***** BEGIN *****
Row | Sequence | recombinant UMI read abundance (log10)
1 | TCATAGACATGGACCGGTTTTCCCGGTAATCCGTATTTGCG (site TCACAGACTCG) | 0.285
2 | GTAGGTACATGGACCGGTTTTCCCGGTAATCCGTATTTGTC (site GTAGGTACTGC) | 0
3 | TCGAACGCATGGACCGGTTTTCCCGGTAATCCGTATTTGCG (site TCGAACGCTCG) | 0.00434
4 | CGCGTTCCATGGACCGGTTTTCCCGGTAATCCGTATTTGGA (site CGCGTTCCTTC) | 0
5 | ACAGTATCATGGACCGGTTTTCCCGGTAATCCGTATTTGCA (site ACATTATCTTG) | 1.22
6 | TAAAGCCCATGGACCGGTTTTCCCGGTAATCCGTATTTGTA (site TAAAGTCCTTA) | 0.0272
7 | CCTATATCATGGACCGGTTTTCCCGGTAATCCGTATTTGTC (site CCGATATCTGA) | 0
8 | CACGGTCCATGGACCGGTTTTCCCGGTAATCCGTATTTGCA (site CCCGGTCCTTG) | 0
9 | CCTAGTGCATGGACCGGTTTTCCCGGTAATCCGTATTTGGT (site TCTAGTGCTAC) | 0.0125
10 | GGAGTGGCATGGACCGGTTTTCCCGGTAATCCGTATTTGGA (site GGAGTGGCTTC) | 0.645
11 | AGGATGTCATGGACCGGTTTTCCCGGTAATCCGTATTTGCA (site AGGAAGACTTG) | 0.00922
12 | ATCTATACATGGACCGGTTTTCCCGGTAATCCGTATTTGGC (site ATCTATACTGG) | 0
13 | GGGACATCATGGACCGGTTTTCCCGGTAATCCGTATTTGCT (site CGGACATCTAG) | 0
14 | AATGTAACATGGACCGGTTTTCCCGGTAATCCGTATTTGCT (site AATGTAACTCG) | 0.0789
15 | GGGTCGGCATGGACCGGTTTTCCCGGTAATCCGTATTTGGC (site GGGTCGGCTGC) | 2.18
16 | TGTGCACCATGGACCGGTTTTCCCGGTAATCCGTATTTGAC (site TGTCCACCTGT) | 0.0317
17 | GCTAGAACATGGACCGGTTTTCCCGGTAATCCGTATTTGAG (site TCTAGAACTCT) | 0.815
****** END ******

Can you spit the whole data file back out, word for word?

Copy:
Row | Sequence | recombinant UMI read abundance (log10)
1 | TCATAGACATGGACCGGTTTTCCCGGTAATCCGTATTTGCG (site TCACAGACTCG) | 0.285
2 | GTAGGTACATGGACCGGTTTTCCCGGTAATCCGTATTTGTC (site GTAGGTACTGC) | 0
3 | TCGAACGCATGGACCGGTTTTCCCGGTAATCCGTATTTGCG (site TCGAACGCTCG) | 0.00434
4 | CGCGTTCCATGGACCGGTTTTCCCGGTAATCCGTATTTGGA (site CGCGTTCCTTC) | 0
5 | ACAGTATCATGGACCGGTTTTCCCGGTAATCCGTATTTGCA (site ACATTATCTTG) | 1.22
6 | TAAAGCCCATGGACCGGTTTTCCCGGTAATCCGTATTTGTA (site TAAAGTCCTTA) | 0.0272
7 | CCTATATCATGGACCGGTTTTCCCGGTAATCCGTATTTGTC (site CCGATATCTGA) | 0
8 | CACGGTCCATGGACCGGTTTTCCCGGTAATCCGTATTTGCA (site CCCGGTCCTTG) | 0
9 | CCTAGTGCATGGACCGGTTTTCCCGGTAATCCGTATTTGGT (site TCTAGTGCTAC) | 0.0125
10 | GGAGTGGCATGGACCGGTTTTCCCGGTAATCCGTATTTGGA (site GGAGTGGCTTC) | 0.645
11 | AGGATGTCATGGACCGGTTTTCCCGGTAATCCGTATTTGCA (site AGGAAGACTTG) | 0.00922
12 | ATCTATACATGGACCGGTTTTCCCGGTAATCCGTATTTGGC (site ATCTATACTGG) | 0
13 | GGGACATCATGGACCGGTTTTCCCGGTAATCCGTATTTGCT (site CGGACATCTAG) | 0
14 | AATGTAACATGGACCGGTTTTCCCGGTAATCCGTATTTGCT (site AATGTAACTCG) | 0.0789
15 | GGGTCGGCATGGACCGGTTTTCCCGGTAATCCGTATTTGGC (site GGGTCGGCTGC) | 2.18
16 | TGTGCACCATGGACCGGTTTTCCCGGTAATCCGTATTTGAC (site TGTCCACCTGT) | 0.0317
17 | GCTAGAACATGGACCGGTTTTCCCGGTAATCCGTATTTGAG (site TCTAGAACTCT) | 0.815